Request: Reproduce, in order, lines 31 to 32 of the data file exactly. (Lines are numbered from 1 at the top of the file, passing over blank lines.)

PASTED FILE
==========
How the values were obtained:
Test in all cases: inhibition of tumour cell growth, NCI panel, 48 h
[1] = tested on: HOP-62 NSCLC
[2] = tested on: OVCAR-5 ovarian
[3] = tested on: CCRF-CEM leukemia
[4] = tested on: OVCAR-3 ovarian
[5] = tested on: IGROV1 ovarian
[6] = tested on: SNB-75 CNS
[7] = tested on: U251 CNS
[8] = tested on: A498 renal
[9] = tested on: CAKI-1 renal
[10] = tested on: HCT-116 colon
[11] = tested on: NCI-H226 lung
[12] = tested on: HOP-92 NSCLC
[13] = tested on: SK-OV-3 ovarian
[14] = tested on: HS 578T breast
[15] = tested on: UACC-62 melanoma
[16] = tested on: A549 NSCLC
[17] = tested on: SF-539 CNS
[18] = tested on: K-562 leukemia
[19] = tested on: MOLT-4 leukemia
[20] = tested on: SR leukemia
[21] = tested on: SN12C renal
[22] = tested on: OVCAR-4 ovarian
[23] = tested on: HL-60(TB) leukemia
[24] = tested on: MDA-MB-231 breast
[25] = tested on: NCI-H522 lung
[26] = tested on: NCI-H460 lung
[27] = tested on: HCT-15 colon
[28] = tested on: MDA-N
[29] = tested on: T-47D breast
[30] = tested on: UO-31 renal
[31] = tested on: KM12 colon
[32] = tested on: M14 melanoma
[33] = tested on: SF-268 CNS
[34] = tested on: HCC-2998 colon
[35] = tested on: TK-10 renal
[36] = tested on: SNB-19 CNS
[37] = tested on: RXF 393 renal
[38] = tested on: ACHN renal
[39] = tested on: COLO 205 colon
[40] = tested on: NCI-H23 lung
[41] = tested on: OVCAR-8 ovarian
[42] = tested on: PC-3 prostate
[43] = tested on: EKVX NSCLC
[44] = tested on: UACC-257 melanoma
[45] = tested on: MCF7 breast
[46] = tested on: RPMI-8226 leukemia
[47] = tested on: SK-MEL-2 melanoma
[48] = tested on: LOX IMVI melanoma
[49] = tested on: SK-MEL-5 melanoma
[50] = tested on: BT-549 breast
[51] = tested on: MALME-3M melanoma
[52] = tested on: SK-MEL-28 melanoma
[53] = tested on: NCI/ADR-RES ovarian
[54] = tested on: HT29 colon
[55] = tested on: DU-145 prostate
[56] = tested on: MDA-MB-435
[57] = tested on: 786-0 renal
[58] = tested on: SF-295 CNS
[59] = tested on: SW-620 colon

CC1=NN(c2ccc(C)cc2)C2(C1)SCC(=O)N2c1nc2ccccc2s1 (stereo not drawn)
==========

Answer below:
[29] = tested on: T-47D breast
[30] = tested on: UO-31 renal